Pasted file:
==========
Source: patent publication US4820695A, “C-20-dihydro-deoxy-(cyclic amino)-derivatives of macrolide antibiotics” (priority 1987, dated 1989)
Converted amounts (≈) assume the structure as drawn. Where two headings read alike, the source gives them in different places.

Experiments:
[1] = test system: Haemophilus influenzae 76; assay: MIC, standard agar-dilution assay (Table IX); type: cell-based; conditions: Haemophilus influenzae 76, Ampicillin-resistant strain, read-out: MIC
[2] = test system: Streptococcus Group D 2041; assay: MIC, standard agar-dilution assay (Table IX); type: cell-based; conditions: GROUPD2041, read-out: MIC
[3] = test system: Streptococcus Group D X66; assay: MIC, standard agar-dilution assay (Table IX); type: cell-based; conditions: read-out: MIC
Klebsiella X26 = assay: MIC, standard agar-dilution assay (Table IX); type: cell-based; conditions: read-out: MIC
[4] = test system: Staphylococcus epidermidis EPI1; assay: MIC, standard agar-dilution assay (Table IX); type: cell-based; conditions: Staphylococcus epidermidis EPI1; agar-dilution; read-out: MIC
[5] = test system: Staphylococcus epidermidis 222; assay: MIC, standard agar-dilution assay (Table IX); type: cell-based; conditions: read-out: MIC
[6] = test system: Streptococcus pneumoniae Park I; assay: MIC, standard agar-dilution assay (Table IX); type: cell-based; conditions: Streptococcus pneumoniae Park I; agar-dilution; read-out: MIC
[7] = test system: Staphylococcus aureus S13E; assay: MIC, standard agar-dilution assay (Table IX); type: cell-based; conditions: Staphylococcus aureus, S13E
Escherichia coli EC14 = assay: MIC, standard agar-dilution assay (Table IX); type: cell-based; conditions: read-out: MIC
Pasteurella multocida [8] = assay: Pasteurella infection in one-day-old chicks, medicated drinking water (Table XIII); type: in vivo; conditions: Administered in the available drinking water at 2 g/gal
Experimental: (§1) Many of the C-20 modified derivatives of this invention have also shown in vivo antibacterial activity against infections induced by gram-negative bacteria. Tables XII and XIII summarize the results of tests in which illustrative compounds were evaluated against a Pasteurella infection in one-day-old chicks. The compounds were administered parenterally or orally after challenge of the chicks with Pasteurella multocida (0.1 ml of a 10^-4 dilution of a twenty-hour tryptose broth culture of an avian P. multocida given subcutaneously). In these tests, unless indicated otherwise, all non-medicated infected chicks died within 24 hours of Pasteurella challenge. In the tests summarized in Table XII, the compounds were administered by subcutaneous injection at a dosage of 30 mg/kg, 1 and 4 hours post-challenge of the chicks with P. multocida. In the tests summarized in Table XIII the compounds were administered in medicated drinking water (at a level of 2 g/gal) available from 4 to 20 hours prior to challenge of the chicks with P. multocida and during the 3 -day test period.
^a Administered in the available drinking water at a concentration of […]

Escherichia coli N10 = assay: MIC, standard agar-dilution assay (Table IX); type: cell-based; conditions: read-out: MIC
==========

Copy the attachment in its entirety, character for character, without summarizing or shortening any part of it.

Source: patent publication US4820695A, “C-20-dihydro-deoxy-(cyclic amino)-derivatives of macrolide antibiotics” (priority 1987, dated 1989)
Converted amounts (≈) assume the structure as drawn. Where two headings read alike, the source gives them in different places.

Experiments:
[1] = test system: Haemophilus influenzae 76; assay: MIC, standard agar-dilution assay (Table IX); type: cell-based; conditions: Haemophilus influenzae 76, Ampicillin-resistant strain, read-out: MIC
[2] = test system: Streptococcus Group D 2041; assay: MIC, standard agar-dilution assay (Table IX); type: cell-based; conditions: GROUPD2041, read-out: MIC
[3] = test system: Streptococcus Group D X66; assay: MIC, standard agar-dilution assay (Table IX); type: cell-based; conditions: read-out: MIC
Klebsiella X26 = assay: MIC, standard agar-dilution assay (Table IX); type: cell-based; conditions: read-out: MIC
[4] = test system: Staphylococcus epidermidis EPI1; assay: MIC, standard agar-dilution assay (Table IX); type: cell-based; conditions: Staphylococcus epidermidis EPI1; agar-dilution; read-out: MIC
[5] = test system: Staphylococcus epidermidis 222; assay: MIC, standard agar-dilution assay (Table IX); type: cell-based; conditions: read-out: MIC
[6] = test system: Streptococcus pneumoniae Park I; assay: MIC, standard agar-dilution assay (Table IX); type: cell-based; conditions: Streptococcus pneumoniae Park I; agar-dilution; read-out: MIC
[7] = test system: Staphylococcus aureus S13E; assay: MIC, standard agar-dilution assay (Table IX); type: cell-based; conditions: Staphylococcus aureus, S13E
Escherichia coli EC14 = assay: MIC, standard agar-dilution assay (Table IX); type: cell-based; conditions: read-out: MIC
Pasteurella multocida [8] = assay: Pasteurella infection in one-day-old chicks, medicated drinking water (Table XIII); type: in vivo; conditions: Administered in the available drinking water at 2 g/gal
Experimental: (§1) Many of the C-20 modified derivatives of this invention have also shown in vivo antibacterial activity against infections induced by gram-negative bacteria. Tables XII and XIII summarize the results of tests in which illustrative compounds were evaluated against a Pasteurella infection in one-day-old chicks. The compounds were administered parenterally or orally after challenge of the chicks with Pasteurella multocida (0.1 ml of a 10^-4 dilution of a twenty-hour tryptose broth culture of an avian P. multocida given subcutaneously). In these tests, unless indicated otherwise, all non-medicated infected chicks died within 24 hours of Pasteurella challenge. In the tests summarized in Table XII, the compounds were administered by subcutaneous injection at a dosage of 30 mg/kg, 1 and 4 hours post-challenge of the chicks with P. multocida. In the tests summarized in Table XIII the compounds were administered in medicated drinking water (at a level of 2 g/gal) available from 4 to 20 hours prior to challenge of the chicks with P. multocida and during the 3 -day test period.
^a Administered in the available drinking water at a concentration of […]

Escherichia coli N10 = assay: MIC, standard agar-dilution assay (Table IX); type: cell-based; conditions: read-out: MIC